5 Ways to Say “I” in Japanese

The other day, one of my followers on DN’s Instagram asked us a question about how men and women use the word “I” differently in Japanese. (Thank you!)
In Japanese, many words mean “I.” We introduce five major words that are actually used daily.


Pronunciation: watashi, watakushi

Plural: 私たち (watashi-tachi), 私ら (watashi-ra *casual)

Situation: casual and formal

Used by: mainly women (and men for formal situations) 

This is the most basic way to say it. You can use it in both casual and formal situations. In informal situations, it is mainly used by women, but in business situations, it is used by both men and women.

It is usually pronounced “watashi,” but the kanji can also be read as “watakushi.” “Watakushi” is a very polite and formal way of saying “I.” Except for important formal presentations or press conferences, “watashi” is fine in everyday business situations. You can use “watashi” even in job interviews.

Also, in casual situations, women sometimes say or write “atashi” instead of “watashi.”

Pronunciation: boku

Plural: 僕たち (boku-tachi), 僕ら (boku-ra *casual)

Situation: casual and formal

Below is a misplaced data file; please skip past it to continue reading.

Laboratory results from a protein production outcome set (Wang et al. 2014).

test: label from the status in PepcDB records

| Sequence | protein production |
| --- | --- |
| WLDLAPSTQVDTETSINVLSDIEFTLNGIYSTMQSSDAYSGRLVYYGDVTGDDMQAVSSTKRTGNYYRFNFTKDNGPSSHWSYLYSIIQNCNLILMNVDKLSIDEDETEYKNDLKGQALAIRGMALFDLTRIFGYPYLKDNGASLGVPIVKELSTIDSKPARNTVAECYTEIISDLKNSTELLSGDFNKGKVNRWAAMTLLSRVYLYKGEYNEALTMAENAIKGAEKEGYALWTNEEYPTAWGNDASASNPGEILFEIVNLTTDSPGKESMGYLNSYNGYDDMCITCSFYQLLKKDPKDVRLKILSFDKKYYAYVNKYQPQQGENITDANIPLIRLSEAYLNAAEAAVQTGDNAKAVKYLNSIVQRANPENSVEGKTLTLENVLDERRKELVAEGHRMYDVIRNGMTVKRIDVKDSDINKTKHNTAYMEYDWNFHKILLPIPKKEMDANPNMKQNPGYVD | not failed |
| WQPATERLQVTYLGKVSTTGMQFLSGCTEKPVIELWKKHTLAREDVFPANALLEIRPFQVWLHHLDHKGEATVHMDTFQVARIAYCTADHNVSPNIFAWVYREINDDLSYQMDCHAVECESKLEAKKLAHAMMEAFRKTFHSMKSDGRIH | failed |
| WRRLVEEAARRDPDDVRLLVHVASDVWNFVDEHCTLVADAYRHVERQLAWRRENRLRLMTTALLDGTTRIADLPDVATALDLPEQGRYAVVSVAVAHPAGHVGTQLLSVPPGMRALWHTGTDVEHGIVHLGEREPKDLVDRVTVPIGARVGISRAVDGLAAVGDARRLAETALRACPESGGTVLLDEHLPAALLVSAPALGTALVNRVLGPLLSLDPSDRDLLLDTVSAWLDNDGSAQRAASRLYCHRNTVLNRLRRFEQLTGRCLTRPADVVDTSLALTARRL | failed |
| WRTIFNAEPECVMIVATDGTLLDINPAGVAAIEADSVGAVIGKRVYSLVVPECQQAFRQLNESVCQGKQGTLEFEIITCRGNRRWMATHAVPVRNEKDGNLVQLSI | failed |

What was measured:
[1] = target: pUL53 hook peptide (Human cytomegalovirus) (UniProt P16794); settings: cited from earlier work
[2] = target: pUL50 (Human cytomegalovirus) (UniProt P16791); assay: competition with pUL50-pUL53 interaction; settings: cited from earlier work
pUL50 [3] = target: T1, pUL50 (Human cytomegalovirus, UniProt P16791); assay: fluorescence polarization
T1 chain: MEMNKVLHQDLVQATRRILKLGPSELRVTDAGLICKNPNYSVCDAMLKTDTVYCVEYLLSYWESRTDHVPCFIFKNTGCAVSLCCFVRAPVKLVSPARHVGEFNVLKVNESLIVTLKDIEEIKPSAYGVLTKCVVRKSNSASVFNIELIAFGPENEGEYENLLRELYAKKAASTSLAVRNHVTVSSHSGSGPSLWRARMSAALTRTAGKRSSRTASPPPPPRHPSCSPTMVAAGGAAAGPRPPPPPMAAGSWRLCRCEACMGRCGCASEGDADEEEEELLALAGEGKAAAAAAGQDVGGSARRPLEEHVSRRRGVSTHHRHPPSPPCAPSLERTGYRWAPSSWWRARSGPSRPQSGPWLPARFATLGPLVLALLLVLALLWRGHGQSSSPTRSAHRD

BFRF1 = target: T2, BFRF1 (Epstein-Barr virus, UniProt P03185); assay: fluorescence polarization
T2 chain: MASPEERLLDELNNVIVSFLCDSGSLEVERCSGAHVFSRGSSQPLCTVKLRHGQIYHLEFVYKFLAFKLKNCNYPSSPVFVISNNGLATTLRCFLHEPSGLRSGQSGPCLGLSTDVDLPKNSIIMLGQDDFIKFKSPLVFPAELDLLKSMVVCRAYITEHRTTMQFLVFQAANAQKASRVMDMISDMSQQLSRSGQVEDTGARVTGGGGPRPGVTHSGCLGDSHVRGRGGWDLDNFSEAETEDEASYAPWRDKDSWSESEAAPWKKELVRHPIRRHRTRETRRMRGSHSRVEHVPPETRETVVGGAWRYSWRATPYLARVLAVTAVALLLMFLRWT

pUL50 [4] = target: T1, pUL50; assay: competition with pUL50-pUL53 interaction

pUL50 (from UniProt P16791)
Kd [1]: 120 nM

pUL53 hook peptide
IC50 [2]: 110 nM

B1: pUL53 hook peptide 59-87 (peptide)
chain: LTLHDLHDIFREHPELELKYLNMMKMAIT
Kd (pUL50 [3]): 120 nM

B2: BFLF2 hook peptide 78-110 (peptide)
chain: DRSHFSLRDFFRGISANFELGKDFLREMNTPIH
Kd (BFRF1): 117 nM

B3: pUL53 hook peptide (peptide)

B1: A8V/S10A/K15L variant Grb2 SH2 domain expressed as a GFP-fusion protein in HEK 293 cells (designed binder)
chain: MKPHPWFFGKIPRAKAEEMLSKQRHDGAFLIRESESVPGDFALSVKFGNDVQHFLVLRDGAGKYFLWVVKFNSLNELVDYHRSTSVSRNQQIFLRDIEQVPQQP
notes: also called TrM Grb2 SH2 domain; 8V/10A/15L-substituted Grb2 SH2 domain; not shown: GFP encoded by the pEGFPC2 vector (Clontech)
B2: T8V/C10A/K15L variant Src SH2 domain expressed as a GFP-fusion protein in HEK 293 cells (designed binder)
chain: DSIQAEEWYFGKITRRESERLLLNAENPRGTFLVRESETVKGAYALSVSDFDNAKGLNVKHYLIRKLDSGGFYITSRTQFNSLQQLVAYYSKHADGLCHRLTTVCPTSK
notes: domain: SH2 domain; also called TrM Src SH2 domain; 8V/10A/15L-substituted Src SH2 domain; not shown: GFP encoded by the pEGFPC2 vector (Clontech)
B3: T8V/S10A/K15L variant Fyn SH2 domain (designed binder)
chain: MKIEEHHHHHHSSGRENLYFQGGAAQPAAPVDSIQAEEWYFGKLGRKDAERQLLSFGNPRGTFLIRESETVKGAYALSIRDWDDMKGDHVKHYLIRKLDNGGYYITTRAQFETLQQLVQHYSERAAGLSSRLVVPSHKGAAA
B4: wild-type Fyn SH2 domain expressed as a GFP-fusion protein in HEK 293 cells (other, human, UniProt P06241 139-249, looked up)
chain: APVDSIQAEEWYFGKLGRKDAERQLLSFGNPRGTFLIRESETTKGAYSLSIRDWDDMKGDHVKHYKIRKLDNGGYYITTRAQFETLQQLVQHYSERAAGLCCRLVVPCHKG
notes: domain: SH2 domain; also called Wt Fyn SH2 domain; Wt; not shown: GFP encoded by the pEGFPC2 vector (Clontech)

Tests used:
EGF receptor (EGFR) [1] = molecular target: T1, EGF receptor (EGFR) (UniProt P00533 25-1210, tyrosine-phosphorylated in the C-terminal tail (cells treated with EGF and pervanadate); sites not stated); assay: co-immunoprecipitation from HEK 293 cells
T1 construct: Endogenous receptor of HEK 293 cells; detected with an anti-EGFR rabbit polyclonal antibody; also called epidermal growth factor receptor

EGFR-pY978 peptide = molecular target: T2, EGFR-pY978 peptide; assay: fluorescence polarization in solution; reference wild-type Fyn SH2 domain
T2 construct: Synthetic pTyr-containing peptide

Used by: men 

This is the most common way for men to refer to themselves. You can use it in both casual and formal situations, but for business, it is more polite for men to say “watashi.” If you are talking to a colleague, “boku” is fine.

Pronunciation: ore

Plural: 俺たち (ore-tachi *casual), 俺ら (ore-ra *casual)

Situation: casual

Used by: men 

This is often used by men in casual situations. In business situations, some people use “ore” when talking to a close colleague or junior colleague in the company. (It isn’t polite to use it with your boss or people outside the company, though.) It is widely used by from elementary school boys to older men.


Pronunciation: uchi

Plural: うちら (uchi-ra *casual)

Situation: casual

Used by: women

Originally, it was used by women in western Japan, such as in the Kansai area, but nowadays, I often hear young girls using it in Tokyo as well. Many women around me usually call themselves “watashi,” but when they want to say “we (plural),” they say “uchira” instead of “watashira.”


Pronunciation: jibun

Plural: 自分たち (jibun-tachi), 自分ら (jibun-ra *casual)

Situation: casual

Used by: mainly by men

Some people, especially men, use this expression when they want to say “I.”
*If you go to Osaka or other areas in the Kansai region, “jibun” will mean the exact opposite: “you.”

If you have questions about how to use it, you can always ask us on our Instagram or Twitter!

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